The biggest headline out of Augusta so far is Chinese wunderkind Guan Tianlang who, at 14, was not only was the youngest golfer ever to compete in the Masters, but also finished his round 1-over-73, finishing ahead of last year’s champ and hovercraft pilot Bubba Watson. Better enjoy it while it lasts: The rails of China's high-speed trains are littered with the careers of ex-athletes who earn international glory and are summarily thrown aside after their playing days are over.
Even more glaring than a score that bested Arnold Palmer’s and Jack Nicklaus’s first-ever rounds at Augusta is how Tianlang is an instrument of the public relations apparatus of the People’s Republic of China.
I watched Mike Tirico’s interview with Tianlang above and was struck by two things.
(1) The bright commie-red Chinese propaganda flag on his polo shirt and (2) how Tianlang is the most talented, least interesting, 14-year-old on the planet. One reason having a 15-year-old little brother, like I do, is the crazy ideas that come from out of his mouth. Tianlang’s Xi Jinping-approved talking points about playing on the course and "having fun" (he said he was having fun three times) were as laser-precise and predictable as his Ben Chenshaw-verified putt.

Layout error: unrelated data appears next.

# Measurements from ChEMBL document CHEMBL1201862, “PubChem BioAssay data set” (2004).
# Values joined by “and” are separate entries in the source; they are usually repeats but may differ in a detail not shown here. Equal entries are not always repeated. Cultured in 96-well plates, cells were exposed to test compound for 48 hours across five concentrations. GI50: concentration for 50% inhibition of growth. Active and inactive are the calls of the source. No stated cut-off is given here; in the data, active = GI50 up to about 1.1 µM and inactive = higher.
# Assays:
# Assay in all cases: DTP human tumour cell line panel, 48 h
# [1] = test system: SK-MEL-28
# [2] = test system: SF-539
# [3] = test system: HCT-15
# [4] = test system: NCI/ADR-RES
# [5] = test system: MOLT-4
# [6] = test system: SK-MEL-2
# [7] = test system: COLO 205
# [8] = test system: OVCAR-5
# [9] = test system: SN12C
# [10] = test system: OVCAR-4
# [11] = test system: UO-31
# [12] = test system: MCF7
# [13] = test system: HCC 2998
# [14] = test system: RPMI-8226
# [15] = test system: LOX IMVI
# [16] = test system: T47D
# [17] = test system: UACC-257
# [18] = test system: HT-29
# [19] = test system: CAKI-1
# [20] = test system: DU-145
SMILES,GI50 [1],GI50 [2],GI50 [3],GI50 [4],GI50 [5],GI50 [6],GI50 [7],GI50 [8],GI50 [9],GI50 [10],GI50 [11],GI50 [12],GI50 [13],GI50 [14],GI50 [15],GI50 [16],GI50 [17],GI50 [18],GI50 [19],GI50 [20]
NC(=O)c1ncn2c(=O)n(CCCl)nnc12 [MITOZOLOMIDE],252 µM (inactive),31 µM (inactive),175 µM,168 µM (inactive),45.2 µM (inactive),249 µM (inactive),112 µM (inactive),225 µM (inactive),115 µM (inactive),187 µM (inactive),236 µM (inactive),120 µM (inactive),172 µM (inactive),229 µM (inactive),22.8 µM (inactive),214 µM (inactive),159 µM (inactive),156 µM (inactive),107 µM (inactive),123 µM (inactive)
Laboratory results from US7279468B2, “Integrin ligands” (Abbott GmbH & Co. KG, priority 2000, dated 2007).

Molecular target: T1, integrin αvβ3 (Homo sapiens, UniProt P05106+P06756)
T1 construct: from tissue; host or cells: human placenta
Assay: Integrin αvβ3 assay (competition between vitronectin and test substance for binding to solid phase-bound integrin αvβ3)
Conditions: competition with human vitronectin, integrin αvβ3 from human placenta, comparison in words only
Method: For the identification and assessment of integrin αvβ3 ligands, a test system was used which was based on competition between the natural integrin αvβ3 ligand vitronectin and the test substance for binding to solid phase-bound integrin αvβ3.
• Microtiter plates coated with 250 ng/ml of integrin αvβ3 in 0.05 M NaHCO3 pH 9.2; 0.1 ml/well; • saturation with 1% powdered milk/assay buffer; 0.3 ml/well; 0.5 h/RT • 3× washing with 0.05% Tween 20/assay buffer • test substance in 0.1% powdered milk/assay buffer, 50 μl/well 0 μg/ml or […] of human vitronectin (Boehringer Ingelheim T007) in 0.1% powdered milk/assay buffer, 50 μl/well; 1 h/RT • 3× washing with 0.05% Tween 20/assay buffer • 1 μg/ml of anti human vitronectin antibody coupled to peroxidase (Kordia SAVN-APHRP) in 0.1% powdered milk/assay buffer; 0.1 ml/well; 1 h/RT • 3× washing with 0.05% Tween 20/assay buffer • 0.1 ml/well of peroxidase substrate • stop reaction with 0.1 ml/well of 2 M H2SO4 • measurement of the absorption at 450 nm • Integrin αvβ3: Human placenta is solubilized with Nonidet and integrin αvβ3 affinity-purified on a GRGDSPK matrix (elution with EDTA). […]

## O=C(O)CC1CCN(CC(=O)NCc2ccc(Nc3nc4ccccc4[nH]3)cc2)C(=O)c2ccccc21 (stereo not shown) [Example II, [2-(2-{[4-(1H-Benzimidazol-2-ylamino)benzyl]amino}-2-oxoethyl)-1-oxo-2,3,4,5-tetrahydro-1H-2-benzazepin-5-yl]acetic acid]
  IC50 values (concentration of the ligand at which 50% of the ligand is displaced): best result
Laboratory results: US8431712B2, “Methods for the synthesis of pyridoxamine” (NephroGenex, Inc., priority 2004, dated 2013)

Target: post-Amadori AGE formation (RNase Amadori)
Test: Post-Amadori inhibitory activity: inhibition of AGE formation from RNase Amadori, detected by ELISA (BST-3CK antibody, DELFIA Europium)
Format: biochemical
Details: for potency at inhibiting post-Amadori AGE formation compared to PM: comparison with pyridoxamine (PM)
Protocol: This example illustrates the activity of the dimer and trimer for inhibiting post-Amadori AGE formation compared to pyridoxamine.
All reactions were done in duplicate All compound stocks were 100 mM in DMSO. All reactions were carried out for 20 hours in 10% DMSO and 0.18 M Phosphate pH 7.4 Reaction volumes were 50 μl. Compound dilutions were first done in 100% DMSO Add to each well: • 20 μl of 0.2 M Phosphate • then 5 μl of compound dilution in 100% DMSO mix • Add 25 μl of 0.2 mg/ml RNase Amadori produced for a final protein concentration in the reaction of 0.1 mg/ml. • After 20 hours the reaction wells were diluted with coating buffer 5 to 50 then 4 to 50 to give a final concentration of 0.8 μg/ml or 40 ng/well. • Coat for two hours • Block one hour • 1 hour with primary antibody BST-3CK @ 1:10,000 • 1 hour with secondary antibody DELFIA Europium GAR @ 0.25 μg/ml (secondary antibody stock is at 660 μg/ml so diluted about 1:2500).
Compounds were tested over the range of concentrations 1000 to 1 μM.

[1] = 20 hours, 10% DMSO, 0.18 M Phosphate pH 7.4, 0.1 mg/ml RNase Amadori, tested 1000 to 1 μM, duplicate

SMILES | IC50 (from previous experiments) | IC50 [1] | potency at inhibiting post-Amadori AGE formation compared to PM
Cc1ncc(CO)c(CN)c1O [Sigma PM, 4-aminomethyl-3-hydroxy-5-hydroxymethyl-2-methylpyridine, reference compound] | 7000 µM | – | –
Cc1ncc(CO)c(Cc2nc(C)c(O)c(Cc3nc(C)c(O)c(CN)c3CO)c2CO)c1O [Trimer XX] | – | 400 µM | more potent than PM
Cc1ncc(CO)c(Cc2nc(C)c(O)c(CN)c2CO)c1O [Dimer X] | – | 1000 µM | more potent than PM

Tianlang is so focused on golf that according to his mom he forgets to eat. His father says Tianlang is self-taught. There couldn’t be a better example for the world to see of an ambitious tween who trains so meticulously that he can roll with the big boys.
Journalists have touted the 14-year-old’s demeanor on the course and with the media. Not shocking at all, that’s the same compliment every Chinese athlete receives when they crash the scene, dazzling gobsmacked reporters with a focus and manners refined by the socialist’s nation expert media handlers.
Tianlang’s dynamite debut puts China two-for-two since 2012 for elite child prodigies hanging with their much older competition. At the London Olympics, 16-year-old Ye Shiwen blazed through her 400 IM at 4:28.43, a finish that slashed more than a full minute off the women’s world record and bested Olympic legend Michael Phelps’s personal record. Of course, Ye's Olympic gold was shrouded in doping allegations, but the damage had already been done. China ambushed the U.S. on the playing field yet again.
Two Chinese child prodigies felling American champions: Just the allegory that the Chinese PR automaton wants to be broadcasted to the world.